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Reducing Crossflow Effects in Arrays of Impinging Jets

[+] Author Affiliations
Nicholas R. Arens, Mitchell P. Morem, Jeffrey Doom, Gregory J. Michna

South Dakota State University, Brookings, SD

Paper No. HT2017-4849, pp. V001T08A007; 8 pages
  • ASME 2017 Heat Transfer Summer Conference
  • Volume 1: Aerospace Heat Transfer; Computational Heat Transfer; Education; Environmental Heat Transfer; Fire and Combustion Systems; Gas Turbine Heat Transfer; Heat Transfer in Electronic Equipment; Heat Transfer in Energy Systems
  • Bellevue, Washington, USA, July 9–12, 2017
  • Conference Sponsors: Heat Transfer Division
  • ISBN: 978-0-7918-5788-5
  • Copyright © 2017 by ASME


With increasing heat fluxes in microelectronics, thermal management of these devices will soon no longer be attainable through current methods. One thermal management technology that could be integrated into the design of microelectronics is jet impingement cooling. Past research has primarily focused on evenly spaced, equal-sized, circular or slot jets perpendicular to the surface. A significant problem associated with this technology, especially as the surface to be cooled increases in size, is crossflow. This is the interaction of the transverse flow from the spent inner jet fluid with the jets closer to the outer edge of the surface. In an attempt to attenuate the crossflow effects, the heat transfer performance of jet arrays with non-uniform jet diameter and jet spacing were investigated. The testing apparatus housed a 3D-printed jet array nozzle that could be easily exchanged to accommodate many tests. The use of advanced manufacturing techniques allows for array geometries that may have previously been difficult to create. The impingement surface was a circular, polished, oxygen-free copper surface with a diameter of 25.4 mm. Heat transfer rates nearing 400 W could be delivered to the surface, for a heat flux of more than 75 W/cm2. The working fluid was single phase water, and the heat transfer rate was measured for each jet array over a range of flow rates. Experimental data was compared to simulation data obtained through CFD analysis. CFD modeling was used to predict the most promising geometries, which were then validated through experiment. Out of the nozzles tested, it was determined that the nozzle with larger diameters toward the edge of the surface attained the highest heat transfer rate of h = 38,822 W/m2-K. The nozzle with closer jet spacing at the outside of the array was found to have the highest experimental Nusselt number with NuD = 88.8. It was determined that angled confining walls do not have a definitive association with improved heat transfer. The simulation data was found to predict the heat transfer performance of the various geometries with an average percent difference in heat transfer coefficient of 11%.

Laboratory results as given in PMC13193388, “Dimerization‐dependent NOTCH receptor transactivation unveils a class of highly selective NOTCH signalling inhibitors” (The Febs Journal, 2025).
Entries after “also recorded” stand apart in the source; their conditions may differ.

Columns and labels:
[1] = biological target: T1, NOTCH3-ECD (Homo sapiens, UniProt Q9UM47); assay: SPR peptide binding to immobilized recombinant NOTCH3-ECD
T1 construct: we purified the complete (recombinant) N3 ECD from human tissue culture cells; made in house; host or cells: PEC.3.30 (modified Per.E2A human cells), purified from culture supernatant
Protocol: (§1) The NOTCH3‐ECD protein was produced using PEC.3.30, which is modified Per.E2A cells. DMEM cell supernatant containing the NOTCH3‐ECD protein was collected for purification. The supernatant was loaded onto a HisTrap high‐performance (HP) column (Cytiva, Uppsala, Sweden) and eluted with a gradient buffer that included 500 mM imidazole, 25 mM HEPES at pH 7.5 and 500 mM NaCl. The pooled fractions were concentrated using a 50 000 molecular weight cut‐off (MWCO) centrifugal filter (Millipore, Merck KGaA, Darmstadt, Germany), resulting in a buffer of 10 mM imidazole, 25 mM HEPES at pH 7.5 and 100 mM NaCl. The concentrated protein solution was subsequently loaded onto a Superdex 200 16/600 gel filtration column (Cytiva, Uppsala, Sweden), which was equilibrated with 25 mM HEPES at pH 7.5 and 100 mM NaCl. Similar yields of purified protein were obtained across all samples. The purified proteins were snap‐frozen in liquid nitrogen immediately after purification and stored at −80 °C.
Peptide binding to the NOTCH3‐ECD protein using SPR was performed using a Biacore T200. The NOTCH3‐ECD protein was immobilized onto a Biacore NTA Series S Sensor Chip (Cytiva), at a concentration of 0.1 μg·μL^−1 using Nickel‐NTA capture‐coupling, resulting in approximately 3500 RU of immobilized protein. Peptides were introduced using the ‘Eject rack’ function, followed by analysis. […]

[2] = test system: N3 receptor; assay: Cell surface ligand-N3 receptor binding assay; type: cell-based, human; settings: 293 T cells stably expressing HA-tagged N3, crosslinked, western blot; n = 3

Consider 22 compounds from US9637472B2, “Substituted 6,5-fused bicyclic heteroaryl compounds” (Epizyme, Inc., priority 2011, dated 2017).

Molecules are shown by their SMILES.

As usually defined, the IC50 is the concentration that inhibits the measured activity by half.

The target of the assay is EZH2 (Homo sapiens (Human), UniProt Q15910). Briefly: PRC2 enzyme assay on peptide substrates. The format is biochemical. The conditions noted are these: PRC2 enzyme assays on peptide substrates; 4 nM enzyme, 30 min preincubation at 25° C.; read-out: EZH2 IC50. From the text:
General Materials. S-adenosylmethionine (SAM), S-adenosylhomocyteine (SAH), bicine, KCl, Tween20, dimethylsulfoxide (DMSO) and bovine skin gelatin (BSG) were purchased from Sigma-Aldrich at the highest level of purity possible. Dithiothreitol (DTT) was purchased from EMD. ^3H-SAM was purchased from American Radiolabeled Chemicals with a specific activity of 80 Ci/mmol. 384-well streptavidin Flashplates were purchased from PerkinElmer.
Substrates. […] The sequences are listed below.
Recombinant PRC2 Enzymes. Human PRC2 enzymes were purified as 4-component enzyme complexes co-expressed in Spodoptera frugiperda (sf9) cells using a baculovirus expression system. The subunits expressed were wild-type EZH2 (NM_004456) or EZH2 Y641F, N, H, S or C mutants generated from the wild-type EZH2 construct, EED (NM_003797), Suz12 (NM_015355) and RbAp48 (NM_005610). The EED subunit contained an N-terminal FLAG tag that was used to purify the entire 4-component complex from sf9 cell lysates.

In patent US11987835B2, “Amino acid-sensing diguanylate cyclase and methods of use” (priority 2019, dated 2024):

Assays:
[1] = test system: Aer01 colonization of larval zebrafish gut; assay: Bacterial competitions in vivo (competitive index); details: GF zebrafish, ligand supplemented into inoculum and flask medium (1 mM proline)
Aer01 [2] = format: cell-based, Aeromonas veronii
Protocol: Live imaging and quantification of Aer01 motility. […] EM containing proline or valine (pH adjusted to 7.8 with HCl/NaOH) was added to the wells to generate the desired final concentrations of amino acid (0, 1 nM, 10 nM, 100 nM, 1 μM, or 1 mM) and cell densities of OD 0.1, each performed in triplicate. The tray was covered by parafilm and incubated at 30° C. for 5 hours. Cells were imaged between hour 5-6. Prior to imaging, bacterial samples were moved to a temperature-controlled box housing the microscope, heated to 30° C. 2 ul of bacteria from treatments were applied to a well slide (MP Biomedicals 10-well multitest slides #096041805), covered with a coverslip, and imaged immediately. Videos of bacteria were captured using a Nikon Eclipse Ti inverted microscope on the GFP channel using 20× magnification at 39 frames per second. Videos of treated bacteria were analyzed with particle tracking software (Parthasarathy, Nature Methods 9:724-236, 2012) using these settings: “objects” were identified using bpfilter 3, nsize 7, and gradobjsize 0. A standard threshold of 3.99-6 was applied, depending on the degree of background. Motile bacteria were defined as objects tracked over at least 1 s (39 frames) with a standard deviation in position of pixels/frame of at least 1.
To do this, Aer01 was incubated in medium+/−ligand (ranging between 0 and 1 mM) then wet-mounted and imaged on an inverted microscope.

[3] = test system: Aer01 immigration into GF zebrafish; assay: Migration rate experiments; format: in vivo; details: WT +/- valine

Copyright © 2017 by ASME
Topics: Jets



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